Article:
A Tory peer has warned that a no-deal Brexit will likely lead to a surge in support for Irish unity.
Lord Jonathan Caine, who was the Conservative's most senior Northern Ireland advisor for many years, said leaving without a deal would have a "severe economic impact" on Northern Ireland.
Speaking to the Irish News, he said he voted to remain in the 2016 referendum as he thought Brexit would upset the peace secured by the Good Friday Agreement.
"In the end I voted remain because as a Conservative I will always advocate stability and order over the unknown and I’m not sure anything I’ve seen over the past few years would make me change that view," he said.
“I was also deeply concerned about the impact that leave would have on what I like to call the delicate and precious equilibrium that was established by the 1998 agreement.
"In particular, as someone who believes in the union, I was primarily concerned about the impact this would have on nationalism and ultimately therefore on political stability in Northern Ireland and across the island of Ireland.”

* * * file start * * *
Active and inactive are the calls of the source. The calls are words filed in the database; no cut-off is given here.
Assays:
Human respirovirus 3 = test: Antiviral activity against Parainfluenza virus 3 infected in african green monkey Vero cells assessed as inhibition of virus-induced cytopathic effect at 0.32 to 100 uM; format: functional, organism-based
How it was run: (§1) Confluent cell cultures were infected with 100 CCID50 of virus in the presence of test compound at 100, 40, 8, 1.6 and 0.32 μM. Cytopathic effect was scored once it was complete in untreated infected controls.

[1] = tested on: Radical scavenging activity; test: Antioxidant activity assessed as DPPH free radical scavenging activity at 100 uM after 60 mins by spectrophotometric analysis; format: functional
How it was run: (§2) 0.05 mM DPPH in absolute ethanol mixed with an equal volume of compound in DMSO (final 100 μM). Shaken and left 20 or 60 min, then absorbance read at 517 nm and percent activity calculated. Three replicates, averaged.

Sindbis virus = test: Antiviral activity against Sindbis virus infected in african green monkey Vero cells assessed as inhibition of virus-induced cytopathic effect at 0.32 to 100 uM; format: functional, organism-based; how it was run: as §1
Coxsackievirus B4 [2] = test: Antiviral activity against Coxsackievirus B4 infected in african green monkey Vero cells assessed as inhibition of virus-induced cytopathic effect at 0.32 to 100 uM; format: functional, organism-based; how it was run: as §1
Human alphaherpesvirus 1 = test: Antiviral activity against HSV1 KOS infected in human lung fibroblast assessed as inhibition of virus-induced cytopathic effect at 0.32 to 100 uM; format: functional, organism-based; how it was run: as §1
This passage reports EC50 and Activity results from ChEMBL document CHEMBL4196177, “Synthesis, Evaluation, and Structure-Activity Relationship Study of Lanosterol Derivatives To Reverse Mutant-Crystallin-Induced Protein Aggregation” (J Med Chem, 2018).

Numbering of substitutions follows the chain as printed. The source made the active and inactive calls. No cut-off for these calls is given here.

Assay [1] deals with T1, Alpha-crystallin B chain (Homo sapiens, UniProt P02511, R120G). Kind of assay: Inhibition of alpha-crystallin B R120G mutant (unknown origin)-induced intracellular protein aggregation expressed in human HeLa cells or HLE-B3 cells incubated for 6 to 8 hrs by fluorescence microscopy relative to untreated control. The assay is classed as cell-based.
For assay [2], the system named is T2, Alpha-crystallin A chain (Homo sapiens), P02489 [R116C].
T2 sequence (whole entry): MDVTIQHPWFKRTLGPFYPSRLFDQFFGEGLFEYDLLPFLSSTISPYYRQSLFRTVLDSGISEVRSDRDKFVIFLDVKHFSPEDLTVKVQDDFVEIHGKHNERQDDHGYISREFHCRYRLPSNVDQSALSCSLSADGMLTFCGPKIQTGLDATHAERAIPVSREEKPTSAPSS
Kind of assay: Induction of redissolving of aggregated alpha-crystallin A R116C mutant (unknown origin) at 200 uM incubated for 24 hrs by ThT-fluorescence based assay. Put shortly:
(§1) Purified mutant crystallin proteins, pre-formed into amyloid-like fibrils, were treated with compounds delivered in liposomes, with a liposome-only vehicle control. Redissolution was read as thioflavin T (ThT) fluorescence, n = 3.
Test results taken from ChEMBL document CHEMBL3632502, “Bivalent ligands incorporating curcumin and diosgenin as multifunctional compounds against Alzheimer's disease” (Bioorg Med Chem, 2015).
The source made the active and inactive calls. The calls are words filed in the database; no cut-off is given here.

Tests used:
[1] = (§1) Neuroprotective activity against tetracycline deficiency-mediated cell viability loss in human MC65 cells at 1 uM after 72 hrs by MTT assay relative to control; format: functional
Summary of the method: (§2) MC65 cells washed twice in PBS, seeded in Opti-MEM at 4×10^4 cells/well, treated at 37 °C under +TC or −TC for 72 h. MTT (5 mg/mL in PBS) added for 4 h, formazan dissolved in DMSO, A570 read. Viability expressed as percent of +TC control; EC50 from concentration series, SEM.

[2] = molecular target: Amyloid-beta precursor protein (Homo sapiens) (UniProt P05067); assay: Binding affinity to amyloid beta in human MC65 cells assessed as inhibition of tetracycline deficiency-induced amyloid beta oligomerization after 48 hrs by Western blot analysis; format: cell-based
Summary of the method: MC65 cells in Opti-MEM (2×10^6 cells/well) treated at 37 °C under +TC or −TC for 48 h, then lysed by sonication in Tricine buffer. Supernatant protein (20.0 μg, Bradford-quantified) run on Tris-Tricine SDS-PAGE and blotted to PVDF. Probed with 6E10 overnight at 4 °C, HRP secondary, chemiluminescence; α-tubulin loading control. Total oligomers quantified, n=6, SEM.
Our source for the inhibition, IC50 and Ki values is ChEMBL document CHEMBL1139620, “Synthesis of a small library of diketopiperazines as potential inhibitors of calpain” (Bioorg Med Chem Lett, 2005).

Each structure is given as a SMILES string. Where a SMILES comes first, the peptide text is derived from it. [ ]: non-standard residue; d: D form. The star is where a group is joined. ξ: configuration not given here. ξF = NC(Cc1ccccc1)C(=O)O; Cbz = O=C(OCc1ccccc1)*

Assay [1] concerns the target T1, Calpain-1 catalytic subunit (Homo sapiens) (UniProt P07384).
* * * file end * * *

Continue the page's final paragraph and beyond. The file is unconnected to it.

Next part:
The former Northern Ireland Office spad was sacked in July when Boris Johnson became Conservative leader. He was made a Lord by David Camerson in 2016.
He also admitted that not enough attention was given to the Irish border issue in the lead up to the referendum and said it has brought about a new conversation about a united Ireland.
“If we get this wrong and there is a severe economic impact on Northern Ireland and the island of Ireland then there is a possibility that support for a United Ireland will increase – the onus is on the UK government and the EU to get this right,” he said.
“I think what helps the union and Northern Ireland’s position within the United Kingdom is political stability within Northern Ireland – that means devolved government, power sharing and both parts of community take responsibility for governing but Brexit has led more people than I’d like to question the union.”
While Lord Caine said he did not support a Northern Ireland-only backstop, he does not view the controversial policy as many of those in his party do.
“I didn’t see the backstop like many of my colleagues did as some kind of EU trick to keep us locked into the Customs Union and EU forever," he said.